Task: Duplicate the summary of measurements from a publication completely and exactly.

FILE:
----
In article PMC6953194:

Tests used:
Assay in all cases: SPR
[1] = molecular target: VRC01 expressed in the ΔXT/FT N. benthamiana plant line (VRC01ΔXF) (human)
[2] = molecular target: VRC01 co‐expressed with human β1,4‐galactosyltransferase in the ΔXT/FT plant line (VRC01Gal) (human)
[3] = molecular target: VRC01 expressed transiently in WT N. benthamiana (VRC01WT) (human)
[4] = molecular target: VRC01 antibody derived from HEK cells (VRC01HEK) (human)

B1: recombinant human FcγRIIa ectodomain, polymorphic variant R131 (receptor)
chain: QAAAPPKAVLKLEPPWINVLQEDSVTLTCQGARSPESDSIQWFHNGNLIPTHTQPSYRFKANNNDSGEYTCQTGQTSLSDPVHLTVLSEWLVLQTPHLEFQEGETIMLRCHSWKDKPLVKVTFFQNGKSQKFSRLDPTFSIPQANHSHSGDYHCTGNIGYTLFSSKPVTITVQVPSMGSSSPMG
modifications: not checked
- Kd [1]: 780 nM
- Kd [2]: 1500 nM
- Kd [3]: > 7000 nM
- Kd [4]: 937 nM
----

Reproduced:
In article PMC6953194:

Tests used:
Assay in all cases: SPR
[1] = molecular target: VRC01 expressed in the ΔXT/FT N. benthamiana plant line (VRC01ΔXF) (human)
[2] = molecular target: VRC01 co‐expressed with human β1,4‐galactosyltransferase in the ΔXT/FT plant line (VRC01Gal) (human)
[3] = molecular target: VRC01 expressed transiently in WT N. benthamiana (VRC01WT) (human)
[4] = molecular target: VRC01 antibody derived from HEK cells (VRC01HEK) (human)

B1: recombinant human FcγRIIa ectodomain, polymorphic variant R131 (receptor)
chain: QAAAPPKAVLKLEPPWINVLQEDSVTLTCQGARSPESDSIQWFHNGNLIPTHTQPSYRFKANNNDSGEYTCQTGQTSLSDPVHLTVLSEWLVLQTPHLEFQEGETIMLRCHSWKDKPLVKVTFFQNGKSQKFSRLDPTFSIPQANHSHSGDYHCTGNIGYTLFSSKPVTITVQVPSMGSSSPMG
modifications: not checked
- Kd [1]: 780 nM
- Kd [2]: 1500 nM
- Kd [3]: > 7000 nM
- Kd [4]: 937 nM